“My product is very similar to that of my competitors;
the price is the same, and our delivery is the same.
How can I get the customer to buy from me, instead of the other man?”
65 years ago, Alfred Tack, sales trainer, wrote that*.
“All things being equal, the customer will always buy from the salesman he likes best.”
Check with yourself for a second: do you do the same?
If the only difference between two shops is how nice the staff are,
do you prefer to go to the 'nicer' one?
Alfred Tack wrote this in the days of the travelling sales representative.
Nowadays that job is often done by the website.
And for professional services, people enquire through the website as a first step, rather than actually buy (instruct you) through it.
So maybe we should update his advice:
“All things being equal, the client will always enquire through the website he likes best.”
This seems doubly important with professional services as they are invisible until they are in action.
People can't see what they will get beforehand.
So clients focus on feelings: they would rather work with professionals they like and get on with.
That all leads on to the question:
“How can I make our website more likeable?”
(I don't mean 'like' in the facebook sense, I mean 'more engaging'.)
My advice is this:
Rather than only describe your team as friendly in one sentence – demonstrate friendliness:
- Aim to welcome visitors rather than simply announce who you are
(so that means your Homepage)
- Aim to make your invitation to call or email as friendly as possible
(at least on your Contact page)
- Aim to be as likeable as possible in your writing
(ie everywhere else!)
Differentiate Your Firm: write a likeable website
1. Aim to actively welcome visitors rather than simply announce who you are
The great majority of professional websites focus almost entirely on proving how professional their services are. There's nothing wrong with that subject, but would-be clients want more reassurance than that.
So I suggest you write your Homepage as you would want to be greeted by another professional firm in a different sector – for instance, private healthcare. If all of a sudden you found you needed these services quickly, what explanations would help you feel comfortable?
This means writing in a conversational tone - if not actually to your audience in the first person, then at least with their point-of-view in mind.
2. Aim to make your invitation to call or email as friendly as possible
In a new situation, most people feel uncertain and nervous about what to do, especially in the earliest stages.
So rather than simply providing contact information, include at least one sentence on your Contact Page that actually invites contact.
Many Contact pages look more like administrative application forms then invitations...
Say that they are free to get in touch, or even ask them to do so with a 'please'. And remember to echo this on every other page where you leave your contact details.
3. Aim to be as likeable as possible in your more detailed writing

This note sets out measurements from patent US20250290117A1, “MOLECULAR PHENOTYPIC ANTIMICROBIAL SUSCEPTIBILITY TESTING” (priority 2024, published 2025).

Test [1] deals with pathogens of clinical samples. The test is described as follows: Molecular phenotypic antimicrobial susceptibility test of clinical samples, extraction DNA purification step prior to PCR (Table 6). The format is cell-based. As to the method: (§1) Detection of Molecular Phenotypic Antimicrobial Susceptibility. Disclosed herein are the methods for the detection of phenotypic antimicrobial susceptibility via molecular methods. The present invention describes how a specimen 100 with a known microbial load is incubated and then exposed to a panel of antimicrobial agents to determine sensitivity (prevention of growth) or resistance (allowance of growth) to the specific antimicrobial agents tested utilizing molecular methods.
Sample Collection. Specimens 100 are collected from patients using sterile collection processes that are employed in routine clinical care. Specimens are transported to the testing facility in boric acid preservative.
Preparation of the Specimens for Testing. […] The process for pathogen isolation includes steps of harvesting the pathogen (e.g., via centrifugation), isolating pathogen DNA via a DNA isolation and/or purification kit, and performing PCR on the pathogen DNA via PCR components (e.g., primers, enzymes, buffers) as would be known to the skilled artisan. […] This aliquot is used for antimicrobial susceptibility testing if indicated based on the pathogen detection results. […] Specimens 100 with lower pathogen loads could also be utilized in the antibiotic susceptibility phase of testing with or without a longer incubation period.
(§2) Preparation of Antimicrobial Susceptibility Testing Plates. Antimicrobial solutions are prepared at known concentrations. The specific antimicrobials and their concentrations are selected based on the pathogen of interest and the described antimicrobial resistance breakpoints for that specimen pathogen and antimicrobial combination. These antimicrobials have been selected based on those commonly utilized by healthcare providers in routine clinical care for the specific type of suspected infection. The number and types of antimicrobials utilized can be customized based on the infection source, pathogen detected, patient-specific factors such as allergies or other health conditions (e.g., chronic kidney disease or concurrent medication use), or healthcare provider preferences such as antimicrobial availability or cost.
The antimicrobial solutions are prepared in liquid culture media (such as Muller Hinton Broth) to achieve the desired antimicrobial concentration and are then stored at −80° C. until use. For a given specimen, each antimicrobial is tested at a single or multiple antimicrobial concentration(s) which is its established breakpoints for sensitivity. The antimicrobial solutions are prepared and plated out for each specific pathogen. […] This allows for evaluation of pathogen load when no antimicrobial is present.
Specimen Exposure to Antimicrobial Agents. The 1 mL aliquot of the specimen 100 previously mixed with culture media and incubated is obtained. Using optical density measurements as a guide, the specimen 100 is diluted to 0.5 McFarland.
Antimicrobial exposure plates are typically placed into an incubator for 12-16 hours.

On every other page, write in a friendly tone rather than an authoritative way. First-time clients will usually be much more sensitive about how they might get on with you than almost anything else.
Imagine yourself weighing up a consultant surgeon – trust and reassurance comes first, techniques and implications come second.
So provide information about languages spoken, cultural variety, gender variety as well as years of experience and specialisms etc. Give the information potential clients want.
* 1000 Ways To Increase Your Sales, 1954, Cedar Books
Can Marketing Help Us Work Smarter?
Marketing is often thought of as an interface function: mainly for attracting clients.
It's true, that is usually the primary function...
But the disciplines of marketing can help inside the professional firm too.
- Encouraging coherence in a dispersed team
- Simplifying paperwork to save time and reduce stress
- Improving client satisfaction to boost repeat business
These are all about communications-led human issues, rather than professional knowledge, skills and judgement.
Simple, cheap and easily accepted methods can make work easier, more productive and more profitable.
1. Enhancing Teamwork
Professional work varies case-by-case. Almost by definition, things change each time. An important part of the work involves adapting techniques to achieve the required result.
In a team, there will usually be different personalities as well as different cases. Managing the variety to keep the business efficient within the professional ethos takes time and effort.
However, tailoring the routine methods and the paperwork that supports them can help. The relatively new psychology of 'nudging' seeks to help change behaviour in gentle ways. It can help team members work more coherently – quickly, smoothly and cheaply.
2. Easier-to-use Paperwork
Administrative systems can cause stress for professionals - usually in unintended and accidental ways.
But diaries, forms, databases and websites can be redesigned to make more sense for the professional task in hand rather than the administrative task. And in doing so, this can improve the quality of records.
3. Encouraging Client Bonding
Repeat business comes from happy clients. The client-care aspect of daily work can have questionable relevance to the immediate professional task, and yet it is essential for the business.